Create a nice navigation features and includes gestures. Make the navigation obvious since most won't read user documentation. Creating an easy to learn UI which includes a simple workflow will create a positive user experience.

Strong Focus

Having a razor sharp focus will require less time to market and will minimize the amount of support the app will require.


There is nothing more frustating than an app that is always slow, or hangs, or worst yet, crashes your device. Speed is the name of the game.

As an example, consider the Unix operating system on which the iOS operating system is derived. The whole premise of Unix and its incredible success lies in the fact that Unix is a collection of very small but highly focused programs that are started and stopped by the Unix runtime when needed. Instead of a bloated operating system like Windows, that as we all know, gets slower and slower the more you use it because of all the integrated systems, try removing Internet Explorer for fun or Windows Media Player, you get a sleek and elegant OS that is known and that has stood the test of time to speed and performance.

While Windows has to create a mobile version of their OS for smartphones, Unix and it derivative Linux, allow engineers to install only the components (programs) that is needed to operate their environments. Even Android and the BlackBerry Playbook are running on Linux and Posix, both Unix derivatives.

Clean and Attractive UI
Apple advocates a sleek and simple UI or User Interface. In fact Apple has a whole book devoted to the UI called the " iOS Human Interface Guidelines". Research and obtain high quality graphics for use in the UI or use an online freelance service like oDesk or Elance to have a professional graphic artist to do your artwork. It is surprisingly inexpensive to hire a graphic artists and other professionals through these services.

Have a Voice
Try to have a consistent look and feel in order to create a strong brand recognition. This will allow users to easily identify your apps and increase user acceptance since they will become familiar with identifiable navigation even if the apps are not related. Having similar icons and navigation will help reinforce the branding.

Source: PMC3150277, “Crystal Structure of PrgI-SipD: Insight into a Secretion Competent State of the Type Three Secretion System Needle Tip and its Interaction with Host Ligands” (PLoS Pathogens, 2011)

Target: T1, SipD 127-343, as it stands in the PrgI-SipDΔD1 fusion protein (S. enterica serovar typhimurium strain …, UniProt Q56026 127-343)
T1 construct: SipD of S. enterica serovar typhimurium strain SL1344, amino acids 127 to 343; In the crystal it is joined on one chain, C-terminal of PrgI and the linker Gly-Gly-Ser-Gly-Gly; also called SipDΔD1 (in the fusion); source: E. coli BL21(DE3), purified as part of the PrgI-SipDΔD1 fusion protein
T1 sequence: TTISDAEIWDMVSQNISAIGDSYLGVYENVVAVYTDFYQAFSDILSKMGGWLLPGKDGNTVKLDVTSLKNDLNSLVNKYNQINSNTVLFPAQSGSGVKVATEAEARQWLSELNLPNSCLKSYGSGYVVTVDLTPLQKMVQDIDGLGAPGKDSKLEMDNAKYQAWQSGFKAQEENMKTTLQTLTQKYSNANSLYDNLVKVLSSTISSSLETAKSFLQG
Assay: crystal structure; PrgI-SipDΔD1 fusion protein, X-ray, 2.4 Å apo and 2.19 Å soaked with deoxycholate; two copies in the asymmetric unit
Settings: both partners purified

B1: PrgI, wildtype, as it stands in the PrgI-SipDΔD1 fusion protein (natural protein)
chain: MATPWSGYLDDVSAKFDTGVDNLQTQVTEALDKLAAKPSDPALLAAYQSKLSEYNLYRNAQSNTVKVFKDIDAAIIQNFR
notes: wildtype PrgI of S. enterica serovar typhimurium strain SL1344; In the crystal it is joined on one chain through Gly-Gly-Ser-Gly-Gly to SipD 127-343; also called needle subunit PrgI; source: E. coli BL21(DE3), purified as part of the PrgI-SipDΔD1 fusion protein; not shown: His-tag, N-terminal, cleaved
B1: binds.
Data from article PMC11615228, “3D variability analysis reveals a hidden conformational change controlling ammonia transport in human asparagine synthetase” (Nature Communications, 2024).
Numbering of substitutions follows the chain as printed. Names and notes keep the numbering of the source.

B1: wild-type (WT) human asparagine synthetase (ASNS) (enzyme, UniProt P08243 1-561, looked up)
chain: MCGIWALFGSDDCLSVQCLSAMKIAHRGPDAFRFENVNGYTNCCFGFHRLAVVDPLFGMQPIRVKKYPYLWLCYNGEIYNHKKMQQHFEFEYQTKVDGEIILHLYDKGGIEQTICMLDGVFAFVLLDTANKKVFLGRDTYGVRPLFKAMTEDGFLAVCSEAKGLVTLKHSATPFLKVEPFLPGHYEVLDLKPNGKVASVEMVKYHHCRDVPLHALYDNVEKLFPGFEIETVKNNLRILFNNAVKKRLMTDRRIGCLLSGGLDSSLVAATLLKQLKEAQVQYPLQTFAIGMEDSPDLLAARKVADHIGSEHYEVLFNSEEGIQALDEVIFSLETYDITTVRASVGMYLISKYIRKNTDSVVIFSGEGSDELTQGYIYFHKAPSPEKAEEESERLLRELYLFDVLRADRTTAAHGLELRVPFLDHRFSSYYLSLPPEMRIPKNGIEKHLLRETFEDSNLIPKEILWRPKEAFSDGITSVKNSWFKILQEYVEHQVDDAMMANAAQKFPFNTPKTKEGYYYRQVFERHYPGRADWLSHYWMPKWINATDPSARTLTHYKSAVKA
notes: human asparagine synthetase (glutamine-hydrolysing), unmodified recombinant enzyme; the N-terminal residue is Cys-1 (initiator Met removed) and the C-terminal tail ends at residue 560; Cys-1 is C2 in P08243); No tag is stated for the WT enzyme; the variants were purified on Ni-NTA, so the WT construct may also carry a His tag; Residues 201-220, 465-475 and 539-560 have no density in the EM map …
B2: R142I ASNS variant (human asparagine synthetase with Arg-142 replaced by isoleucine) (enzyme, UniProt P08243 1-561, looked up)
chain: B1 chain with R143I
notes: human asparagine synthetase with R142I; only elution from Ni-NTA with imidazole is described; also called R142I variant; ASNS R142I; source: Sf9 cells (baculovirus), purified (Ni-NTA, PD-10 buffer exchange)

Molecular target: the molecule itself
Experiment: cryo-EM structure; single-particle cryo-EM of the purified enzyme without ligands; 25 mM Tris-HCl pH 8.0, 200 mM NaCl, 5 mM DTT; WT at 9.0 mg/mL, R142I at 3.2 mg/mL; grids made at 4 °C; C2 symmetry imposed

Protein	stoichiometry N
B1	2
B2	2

Universal Apps
Even if you are targeting the iPhone market, it is prudent to test and make the app also run on an iPad or iPod, (because Apple will and is one of the criteria for being accepted into the App Store). Also test your app on different versions of the iOS because different people will download your app and many may not have the version of the iOS that you have.

A final word of advice

There is no guarantees of success and the odds of creating another Angry Birds kind of success is very slim, especially if you are working on a limited budget. Most of the apps that are generating more than $50,000 in the App Store had a marketing and development budget in excess of $30,000. However, I firmly believe if you follow some or all of the tips in this article, you can start building a successful portfolio of apps that pay out on a regular basis and will provide a steady stream of income.


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    • klanguedoc profile image

      Kevin Languedoc 5 years ago from Canada

      Certainly as you said this can apply to any endeavor afterall, an app is a product like any other and the same principals apply. Thanks for the vote.

    • tillsontitan profile image

      Mary Craig 5 years ago from New York

      You made some great points here. How often do we want to 'make that first million'? This advice can apply to so much more than iPhone apps but certainly leads the way to iPhone app research.

      Very well done. Voted up, useful, and interesting.

    • klanguedoc profile image

      Kevin Languedoc 5 years ago from Canada

      Thanks, I am glad that my hub was helpful.

    • drspaniel profile image

      drspaniel 5 years ago from Somewhere, where the sun shines once a year...

      Great! Now I know what to look out for when I'm reviewing an iPhone/iPod Touch App! :)